When inter-Korean relations appeared to be improving in 2018, there were expectations that North Korea would open its markets and South Korean companies would have an upper hand due to their cultural similarities.
But the on-ground situation is different. What is often overlooked is that doing business in North Korea is not as easy as it seems. The accounting system of the long-secluded area is not up to international rules standards, according to a senior accountant with expertise in inter-Korean economic agendas.
“In order for North Korea to achieve economic development and eventually build trust in the global community, it has to reorganize its accounting system in a transparent way that abides by international standards” Lee Tae-ho, a partner at Samil PricewaterhouseCoopers, told The Korea Herald in an interview.
Lee Tae-ho, partner at Samil PricewaterhouseCoopers. (Samil PwC)
The senior accountant also serves as leader of the company’s Inter-Korea Investment Consulting Center, a unique private institution that conducts extensive studies on the North Korean economy. It also runs a business management course for corporate CEOs, executives, top-level officials of government departments and think tanks.
“Because our center is affiliated with an accounting firm, many tend to perceive it as a research institute, but it is really one of the most comprehensive institutions regarding North Korea’s capital market and business ecosystem,” Lee explained.
“Our forte in the field of accounting is valuable here as it is the universal language of business that lays the foundation for understanding and communicating with economic entities across borders.”
Lee has published a number of books on related issues over the years. In the most recent tome, “Inter-Korean Economic Cooperation -- Priority on Accounting Alignment,” co-authored with other experts, he underlined that by engaging preemptively to improve North Korea’s accounting system, South Korea could grasp the upper hand.
“(When it comes to economic development road maps,) North Korea has two options, either the Chinese model which prioritizes domestic market growth or the Vietnamese model which chose to attract foreign capital,” Lee said.
“Given the latest developments and the existing special economic zones, Pyongyang is highly likely to lean toward the Vietnamese model, in which case South Korean firms will face intense competition with firms from powerful economies such as the US and China.”
The fact that the two Koreas share a common history, culture and language may be a double-edged sword, the expert added.
“It is true that South Korea has a certain level of advantage (in the North Korean market) due to such affinity,” he said. “But in the end, the feasibility of economic cooperation comes down to accounting, how transparently it is operated and how it conforms to global standards.”
At the core of the differences is the lack of an official tax system in North Korea. The communist regime abolished its tax system in 1974 and instead has various revenues under nontax pretexts, such as transaction proceeds or social insurance fees.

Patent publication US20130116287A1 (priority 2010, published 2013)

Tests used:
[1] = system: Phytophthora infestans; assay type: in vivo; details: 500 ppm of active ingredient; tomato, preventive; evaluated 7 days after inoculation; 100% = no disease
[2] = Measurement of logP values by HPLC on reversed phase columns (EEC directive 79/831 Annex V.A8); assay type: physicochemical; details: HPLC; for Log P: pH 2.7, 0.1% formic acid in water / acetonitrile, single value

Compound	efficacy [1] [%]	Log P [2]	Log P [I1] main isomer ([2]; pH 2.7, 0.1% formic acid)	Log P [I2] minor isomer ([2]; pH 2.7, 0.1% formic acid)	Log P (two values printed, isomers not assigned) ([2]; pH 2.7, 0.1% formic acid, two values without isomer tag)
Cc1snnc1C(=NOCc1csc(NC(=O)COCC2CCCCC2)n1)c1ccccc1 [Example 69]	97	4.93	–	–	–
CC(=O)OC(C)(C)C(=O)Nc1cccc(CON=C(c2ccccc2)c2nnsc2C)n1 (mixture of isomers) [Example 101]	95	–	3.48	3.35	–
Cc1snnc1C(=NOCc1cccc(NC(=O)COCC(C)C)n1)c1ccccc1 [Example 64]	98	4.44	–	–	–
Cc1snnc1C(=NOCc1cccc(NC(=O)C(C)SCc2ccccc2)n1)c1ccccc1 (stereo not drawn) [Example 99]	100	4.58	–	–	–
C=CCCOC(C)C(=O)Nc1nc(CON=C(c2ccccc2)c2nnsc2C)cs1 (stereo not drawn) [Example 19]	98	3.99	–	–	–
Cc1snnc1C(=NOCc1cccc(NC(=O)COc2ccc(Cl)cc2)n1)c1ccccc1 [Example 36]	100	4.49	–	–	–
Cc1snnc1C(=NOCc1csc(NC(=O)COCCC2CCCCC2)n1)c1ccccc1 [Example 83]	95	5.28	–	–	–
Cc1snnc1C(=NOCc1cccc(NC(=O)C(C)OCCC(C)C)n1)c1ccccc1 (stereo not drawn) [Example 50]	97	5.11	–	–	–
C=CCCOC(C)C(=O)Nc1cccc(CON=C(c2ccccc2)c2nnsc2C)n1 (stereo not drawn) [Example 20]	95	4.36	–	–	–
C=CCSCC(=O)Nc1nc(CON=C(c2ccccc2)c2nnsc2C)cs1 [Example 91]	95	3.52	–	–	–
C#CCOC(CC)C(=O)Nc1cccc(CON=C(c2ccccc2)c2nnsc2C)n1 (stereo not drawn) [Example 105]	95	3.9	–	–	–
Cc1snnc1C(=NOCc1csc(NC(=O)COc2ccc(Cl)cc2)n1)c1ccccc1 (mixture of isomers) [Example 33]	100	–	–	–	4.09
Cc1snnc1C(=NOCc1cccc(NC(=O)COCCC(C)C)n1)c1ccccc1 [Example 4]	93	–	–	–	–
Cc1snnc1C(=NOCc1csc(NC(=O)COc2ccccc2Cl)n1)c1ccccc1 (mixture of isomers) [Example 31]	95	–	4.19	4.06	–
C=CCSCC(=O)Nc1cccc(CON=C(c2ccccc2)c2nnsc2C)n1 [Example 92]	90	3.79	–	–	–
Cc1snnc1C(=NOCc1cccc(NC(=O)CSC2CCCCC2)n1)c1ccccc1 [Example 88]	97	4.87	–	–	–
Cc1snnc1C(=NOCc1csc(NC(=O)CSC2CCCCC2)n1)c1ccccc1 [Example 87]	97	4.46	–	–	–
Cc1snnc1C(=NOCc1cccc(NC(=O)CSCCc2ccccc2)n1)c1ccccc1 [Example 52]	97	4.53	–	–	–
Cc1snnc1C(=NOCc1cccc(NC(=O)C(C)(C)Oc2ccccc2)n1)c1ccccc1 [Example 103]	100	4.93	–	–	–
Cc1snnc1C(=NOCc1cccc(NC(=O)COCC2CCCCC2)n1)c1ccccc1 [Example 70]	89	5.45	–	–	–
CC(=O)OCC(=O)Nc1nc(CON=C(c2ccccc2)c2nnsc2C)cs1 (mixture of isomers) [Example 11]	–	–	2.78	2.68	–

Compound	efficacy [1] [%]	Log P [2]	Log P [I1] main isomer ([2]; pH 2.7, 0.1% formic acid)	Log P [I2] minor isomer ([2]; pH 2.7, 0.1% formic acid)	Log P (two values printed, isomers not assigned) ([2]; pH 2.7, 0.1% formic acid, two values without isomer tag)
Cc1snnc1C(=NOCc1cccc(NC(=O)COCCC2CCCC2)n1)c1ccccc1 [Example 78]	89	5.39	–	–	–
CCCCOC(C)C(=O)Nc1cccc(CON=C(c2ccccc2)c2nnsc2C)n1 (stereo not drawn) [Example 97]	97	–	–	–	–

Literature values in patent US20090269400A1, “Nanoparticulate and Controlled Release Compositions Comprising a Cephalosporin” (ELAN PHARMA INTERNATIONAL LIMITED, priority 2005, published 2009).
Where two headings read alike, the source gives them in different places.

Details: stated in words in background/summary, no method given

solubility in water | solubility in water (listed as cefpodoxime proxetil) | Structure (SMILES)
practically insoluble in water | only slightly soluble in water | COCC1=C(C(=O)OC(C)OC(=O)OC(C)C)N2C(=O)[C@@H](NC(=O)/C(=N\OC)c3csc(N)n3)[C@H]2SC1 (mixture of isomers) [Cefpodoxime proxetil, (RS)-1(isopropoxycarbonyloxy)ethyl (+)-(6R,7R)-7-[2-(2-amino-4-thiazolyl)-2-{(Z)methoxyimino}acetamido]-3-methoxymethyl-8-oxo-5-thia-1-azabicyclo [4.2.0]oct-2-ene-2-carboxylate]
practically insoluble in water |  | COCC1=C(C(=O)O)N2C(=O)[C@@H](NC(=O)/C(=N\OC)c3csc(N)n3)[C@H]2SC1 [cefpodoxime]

The common prosperity of the two Koreas may only be discussed after South Korean policymakers and investors figure out a way to narrow the incumbent gap in their respective accounting systems, according to the Samil PwC official. The priority should be to bring the North’s state-centered system closer to the International Financial Reporting Standards, he added.
“The introduction of global accounting standards will not only reduce uncertainties for foreign investors, but also enhance the competitiveness of South Korean companies (in North Korea),” Lee said.
After understanding the reality of North Korea’s accounting standards, South Korean companies will be able to dominate the market as an irreplaceable gateway into the North, thanks to the cultural and linguistic bonds.
Lee’s commitment to the North Korean accounting system dates back to 2008, when he first visited Pyongyang and the now-shuttered Kaesong industrial park.
“The deterioration of North Korea’s infrastructure inspired me to kick off an investment task force (which later developed into the current center), starting off by publishing an investment guidebook on North Korea,” he said.
But during Seoul’s two former conservative administrations -- 2008 to 2017 -- inter-Korean relations were visibly aggravated amid Pyongyang’s consecutive nuclear tests and missile launches and the responsive measures, including the shutdown of the Kaesong complex.
Notwithstanding such difficulties, Samil PwC continued to invest with a North Korean focus, looking further into the future, according to Lee. In 2016, the Samil PwC center led the factual survey on the damages of the companies that were forced to withdraw from the Kaesong industrial park.
“The given job was highly demanding, due to the sudden development of situations, extensive number of small-sized businesses involved and the lack of data,” he recalled.
“But we figured that in the long term, a proper assessment of the damages and due compensation would help in inter-Korean reconciliation in the future.”
Even when the situation got brighter in 2018, the institution chose to refrain from excessive excitement, pointing to the persisting challenges ahead.
“Trying not to be carried away by the swing of things, we focused on the negative impact of years-long economic sanctions on North Korea and plausible exit strategies for investors, preparing for the worst-case scenario,” he said.
“Overall, we are hopeful concerning peninsular economic cooperation. After all, misfortune often turns into blessing, and our past negative experience with the Kaesong complex and the fluctuating inter-Korean relations will serve as a valuable and unique reference in the future.”
By Bae Hyun-jung (email@example.com)